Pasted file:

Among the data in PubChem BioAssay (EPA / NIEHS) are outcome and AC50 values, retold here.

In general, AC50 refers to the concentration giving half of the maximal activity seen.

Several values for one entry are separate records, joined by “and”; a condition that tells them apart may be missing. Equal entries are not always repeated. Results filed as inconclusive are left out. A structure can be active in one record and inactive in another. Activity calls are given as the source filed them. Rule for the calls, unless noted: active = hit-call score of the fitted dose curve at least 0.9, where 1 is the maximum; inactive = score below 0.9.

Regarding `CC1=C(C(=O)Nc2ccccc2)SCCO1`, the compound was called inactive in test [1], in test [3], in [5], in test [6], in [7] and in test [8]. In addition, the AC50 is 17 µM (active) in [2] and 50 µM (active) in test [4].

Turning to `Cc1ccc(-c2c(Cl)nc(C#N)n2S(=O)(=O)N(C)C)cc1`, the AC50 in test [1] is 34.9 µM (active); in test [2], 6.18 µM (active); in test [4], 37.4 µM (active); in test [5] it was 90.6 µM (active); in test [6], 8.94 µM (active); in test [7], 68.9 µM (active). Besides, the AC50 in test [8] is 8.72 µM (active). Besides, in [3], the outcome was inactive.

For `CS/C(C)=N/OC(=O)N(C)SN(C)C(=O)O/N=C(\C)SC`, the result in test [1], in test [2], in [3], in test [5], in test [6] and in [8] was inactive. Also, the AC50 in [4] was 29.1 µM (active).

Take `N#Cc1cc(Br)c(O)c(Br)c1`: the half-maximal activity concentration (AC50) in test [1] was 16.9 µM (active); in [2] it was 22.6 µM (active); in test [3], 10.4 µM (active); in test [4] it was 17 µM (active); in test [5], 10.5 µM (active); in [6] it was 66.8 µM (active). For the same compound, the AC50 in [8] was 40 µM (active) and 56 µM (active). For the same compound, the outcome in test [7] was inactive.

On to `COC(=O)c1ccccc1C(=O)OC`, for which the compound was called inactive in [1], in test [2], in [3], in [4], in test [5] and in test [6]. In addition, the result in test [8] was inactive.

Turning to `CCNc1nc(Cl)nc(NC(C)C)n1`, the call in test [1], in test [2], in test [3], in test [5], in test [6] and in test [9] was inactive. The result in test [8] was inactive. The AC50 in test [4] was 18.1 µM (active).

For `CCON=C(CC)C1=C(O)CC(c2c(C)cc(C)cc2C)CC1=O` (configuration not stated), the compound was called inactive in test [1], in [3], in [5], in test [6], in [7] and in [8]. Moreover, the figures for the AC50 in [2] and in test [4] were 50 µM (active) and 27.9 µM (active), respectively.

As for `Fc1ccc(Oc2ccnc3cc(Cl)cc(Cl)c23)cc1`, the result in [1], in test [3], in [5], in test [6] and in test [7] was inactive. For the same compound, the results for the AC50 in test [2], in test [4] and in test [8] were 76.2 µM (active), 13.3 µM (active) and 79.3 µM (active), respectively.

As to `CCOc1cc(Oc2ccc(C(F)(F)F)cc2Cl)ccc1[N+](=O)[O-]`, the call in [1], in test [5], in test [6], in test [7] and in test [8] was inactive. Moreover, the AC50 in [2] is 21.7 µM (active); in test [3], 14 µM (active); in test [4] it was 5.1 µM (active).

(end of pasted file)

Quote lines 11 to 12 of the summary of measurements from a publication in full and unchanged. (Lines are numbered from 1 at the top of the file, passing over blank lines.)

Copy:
As for `Fc1ccc(Oc2ccnc3cc(Cl)cc(Cl)c23)cc1`, the result in [1], in test [3], in [5], in test [6] and in test [7] was inactive. For the same compound, the results for the AC50 in test [2], in test [4] and in test [8] were 76.2 µM (active), 13.3 µM (active) and 79.3 µM (active), respectively.

As to `CCOc1cc(Oc2ccc(C(F)(F)F)cc2Cl)ccc1[N+](=O)[O-]`, the call in [1], in test [5], in test [6], in test [7] and in test [8] was inactive. Moreover, the AC50 in [2] is 21.7 µM (active); in test [3], 14 µM (active); in test [4] it was 5.1 µM (active).